Raymond Franz, formerly a Governing Body member of Jehovah's Witnesses, was part of the third-generation in his family to join the Watch Tower Society, serving in various countries at nearly every level of the organizational structure. Graduating from Gilead missionary school of Jehovah's Witnesses in 1944, Franz served in Puerto Rico, the British Virgin Islands, and the Dominican Republic until he was reassigned to Brooklyn headquarters in 1965. Thereafter as part of the headquarters staff, he worked in the writing department. By 1971 he was invited to become a Governing Body member, serving as such until resigning in 1980. Franz shares an account that reveals the inner workings and the decision-making processes of the Governing Body. The final nine of his sixty years as one of Jehovah's Witnesses were spent on this central executive council. Those years led to his crisis of conscience, which is the theme of this book. David Henke, the author of the Foreword of Crisis of Conscience, fifth edition 2018, founded Watchman Fellowship in 1979. Previously he had been an educator and chose to pursue full time ministry, as a Christian apologist. David shaped the missionary philosophy and methodology of Watchman Fellowship through its first sixteen years as its President. He now guides and oversees it as the Board Chairman. He and his wife Carole also operate Watchman Fellowship's Georgia Office. David has a heart for those who continue to suffer from the effects of being in bondage to false spiritual systems. Through teaching and counseling, individuals and groups, he expresses that "heart." He specializes in the field of Jehovah's Witnesses, issues of mind control, spiritual abuse, and legalism. Henke has authored evangelistic and educational tracts, and articles, as well as the Spiritual Abuse Recovery Workbook. Deborah Dykstra embraced the beliefs published by the Watch Tower Society in her teenage years, being baptized as one of Jehovah's Witnesses in 1969, at 17 years old. In her early twenties she became a regular pioneer and then a temporary special pioneer. Throughout life's problems and challenges she felt that the teachings of Jehovah's Witnesses were her firm foundation in life, believing they had the "truth," which she embraced with all her heart. In the Epilogue of this edition of Crisis of Conscience, Deborah Dykstra tells her journey of how she discovered that Jehovah's Witnesses were not the sound foundation that she thought they were, realizing instead that it is Jesus Christ himself that is the real "truth" and foundation to life as a Christian. Thereafter, she shares how she embarked on a 25 year friendship with Raymond and Cynthia Franz along with anecdotal stories about the Franz' lives.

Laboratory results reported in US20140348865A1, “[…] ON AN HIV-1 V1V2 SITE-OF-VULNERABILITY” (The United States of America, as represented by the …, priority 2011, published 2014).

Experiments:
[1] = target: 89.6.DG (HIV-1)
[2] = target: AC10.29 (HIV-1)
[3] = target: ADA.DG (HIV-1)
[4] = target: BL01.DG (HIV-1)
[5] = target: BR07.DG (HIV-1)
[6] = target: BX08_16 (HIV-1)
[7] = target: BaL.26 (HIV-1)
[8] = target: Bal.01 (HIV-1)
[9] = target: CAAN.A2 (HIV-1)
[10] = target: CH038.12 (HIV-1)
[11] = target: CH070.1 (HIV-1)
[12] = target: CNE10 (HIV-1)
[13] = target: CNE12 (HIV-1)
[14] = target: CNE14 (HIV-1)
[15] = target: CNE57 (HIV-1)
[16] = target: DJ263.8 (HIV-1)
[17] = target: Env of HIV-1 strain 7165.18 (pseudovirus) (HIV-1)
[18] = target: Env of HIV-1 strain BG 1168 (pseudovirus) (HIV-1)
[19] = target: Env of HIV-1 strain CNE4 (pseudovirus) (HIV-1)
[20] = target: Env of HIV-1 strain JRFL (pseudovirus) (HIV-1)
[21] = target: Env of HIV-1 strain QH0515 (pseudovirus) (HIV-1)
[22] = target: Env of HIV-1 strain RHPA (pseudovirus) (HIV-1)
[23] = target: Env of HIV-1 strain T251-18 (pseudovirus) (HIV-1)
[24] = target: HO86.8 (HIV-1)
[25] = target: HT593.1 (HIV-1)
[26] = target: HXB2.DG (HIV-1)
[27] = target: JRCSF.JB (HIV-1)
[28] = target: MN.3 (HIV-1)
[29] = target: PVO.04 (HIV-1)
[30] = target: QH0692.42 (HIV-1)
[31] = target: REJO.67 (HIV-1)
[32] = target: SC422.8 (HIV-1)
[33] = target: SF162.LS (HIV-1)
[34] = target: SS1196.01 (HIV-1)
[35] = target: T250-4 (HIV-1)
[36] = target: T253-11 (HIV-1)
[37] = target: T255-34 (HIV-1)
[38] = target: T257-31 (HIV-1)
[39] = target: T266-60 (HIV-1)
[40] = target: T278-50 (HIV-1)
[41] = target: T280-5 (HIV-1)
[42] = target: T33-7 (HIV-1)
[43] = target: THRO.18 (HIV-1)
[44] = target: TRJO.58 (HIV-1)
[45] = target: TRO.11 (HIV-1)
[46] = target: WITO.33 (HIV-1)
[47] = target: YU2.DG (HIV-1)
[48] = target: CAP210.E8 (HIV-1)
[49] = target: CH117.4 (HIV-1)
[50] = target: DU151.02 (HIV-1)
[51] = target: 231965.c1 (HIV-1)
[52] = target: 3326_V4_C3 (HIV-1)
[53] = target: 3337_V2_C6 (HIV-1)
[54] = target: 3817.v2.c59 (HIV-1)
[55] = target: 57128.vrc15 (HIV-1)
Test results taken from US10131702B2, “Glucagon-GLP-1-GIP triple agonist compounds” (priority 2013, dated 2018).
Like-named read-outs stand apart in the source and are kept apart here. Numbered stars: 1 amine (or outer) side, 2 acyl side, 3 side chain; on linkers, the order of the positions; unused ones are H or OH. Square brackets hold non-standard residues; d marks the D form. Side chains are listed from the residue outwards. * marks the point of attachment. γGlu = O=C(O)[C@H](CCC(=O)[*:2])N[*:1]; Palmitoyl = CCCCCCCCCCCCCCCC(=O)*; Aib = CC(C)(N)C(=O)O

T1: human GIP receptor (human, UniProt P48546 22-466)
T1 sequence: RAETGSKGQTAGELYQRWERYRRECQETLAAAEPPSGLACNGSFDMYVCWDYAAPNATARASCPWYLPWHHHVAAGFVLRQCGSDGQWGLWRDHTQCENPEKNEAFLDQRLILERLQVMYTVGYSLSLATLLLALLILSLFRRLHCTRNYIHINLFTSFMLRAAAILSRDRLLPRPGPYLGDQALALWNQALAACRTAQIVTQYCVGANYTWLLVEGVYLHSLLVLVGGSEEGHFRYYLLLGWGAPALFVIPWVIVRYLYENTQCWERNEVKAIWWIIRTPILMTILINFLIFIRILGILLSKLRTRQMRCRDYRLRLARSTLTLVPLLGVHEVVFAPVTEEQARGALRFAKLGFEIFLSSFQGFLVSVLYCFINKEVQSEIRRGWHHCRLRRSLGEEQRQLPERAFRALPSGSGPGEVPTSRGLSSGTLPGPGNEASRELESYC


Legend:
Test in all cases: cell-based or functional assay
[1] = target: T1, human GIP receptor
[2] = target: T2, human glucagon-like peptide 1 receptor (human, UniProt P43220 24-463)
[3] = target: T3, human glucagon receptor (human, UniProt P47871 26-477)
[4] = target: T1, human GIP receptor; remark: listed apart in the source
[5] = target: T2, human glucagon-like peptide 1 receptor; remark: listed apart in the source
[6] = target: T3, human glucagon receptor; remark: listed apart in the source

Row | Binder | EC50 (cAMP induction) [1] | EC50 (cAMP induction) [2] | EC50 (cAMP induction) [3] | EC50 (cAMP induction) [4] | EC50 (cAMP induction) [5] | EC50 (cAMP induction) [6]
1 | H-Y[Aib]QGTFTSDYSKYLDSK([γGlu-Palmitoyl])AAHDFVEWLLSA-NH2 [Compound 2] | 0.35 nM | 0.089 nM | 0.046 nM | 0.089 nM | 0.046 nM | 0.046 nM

"The book goes far beyond recounting Franz's personal crisis. It describes the much larger crisis that faces Jehovah's Witnesses worldwide."-- Christianity Today"A candid and uniquely informative view of the authority structure and inner workings of the religious organization known as Jehovah's Witnesses."... the book is a poignant personal document, reaffirming the value of 'freedom of conscience, ' and inviting renewed attention to the classic problem of how this value is to be kept alive in the face of the perennial resurgence of bureaucratic and authoritarian structures."-- Dr. Joseph F. Zygmunt, Associate Professor, Department of Sociology, University of Connecticut"In past years, much literature (about Jehovah's Witnesses) of varying quality has been published ... with certain exceptions, it has been poor when judged from critical scholarly criteria ... A well-documented work on the controversial movement has finally become available to the Witnesses and the public in general ... No serious scholar or reader, therefore, can now ignore the information presented by Raymond Franz."A common fault with authors who feel they have to disclose errors--real or imagined--within a movement they later have been forced to break with, are feelings of hatred and bitterness. You will find little of this in Crisis of Conscience. To the contrary, the calm, objective tone awakens respect and admiration."-- Dr. Ingemar Linden, Th.D., Dagen, Stockholm, Sweden